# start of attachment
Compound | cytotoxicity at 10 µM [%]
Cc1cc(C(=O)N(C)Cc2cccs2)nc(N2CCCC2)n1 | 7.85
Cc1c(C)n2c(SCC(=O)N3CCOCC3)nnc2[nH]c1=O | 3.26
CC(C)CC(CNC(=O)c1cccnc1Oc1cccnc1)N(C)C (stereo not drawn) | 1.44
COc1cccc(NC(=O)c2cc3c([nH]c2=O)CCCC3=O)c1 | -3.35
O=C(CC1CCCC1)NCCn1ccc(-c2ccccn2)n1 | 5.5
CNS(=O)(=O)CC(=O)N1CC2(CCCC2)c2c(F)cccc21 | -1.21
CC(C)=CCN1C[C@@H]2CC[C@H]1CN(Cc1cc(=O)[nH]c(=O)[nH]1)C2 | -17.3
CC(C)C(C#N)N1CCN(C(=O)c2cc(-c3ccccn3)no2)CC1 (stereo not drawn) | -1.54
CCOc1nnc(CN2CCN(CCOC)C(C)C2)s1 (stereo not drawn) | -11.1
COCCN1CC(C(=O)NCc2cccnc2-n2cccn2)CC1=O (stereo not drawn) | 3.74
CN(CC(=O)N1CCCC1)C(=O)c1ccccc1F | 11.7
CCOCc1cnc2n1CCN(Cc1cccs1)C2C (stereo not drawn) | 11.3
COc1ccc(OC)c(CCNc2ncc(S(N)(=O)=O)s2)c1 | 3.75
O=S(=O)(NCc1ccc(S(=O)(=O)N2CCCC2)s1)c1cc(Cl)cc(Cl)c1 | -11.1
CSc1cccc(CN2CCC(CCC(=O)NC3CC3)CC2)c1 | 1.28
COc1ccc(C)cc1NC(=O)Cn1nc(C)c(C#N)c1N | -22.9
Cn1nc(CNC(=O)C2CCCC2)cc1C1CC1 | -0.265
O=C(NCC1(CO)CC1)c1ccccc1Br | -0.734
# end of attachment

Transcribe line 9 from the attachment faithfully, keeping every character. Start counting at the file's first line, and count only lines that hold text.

CC(C)C(C#N)N1CCN(C(=O)c2cc(-c3ccccn3)no2)CC1 (stereo not drawn) | -1.54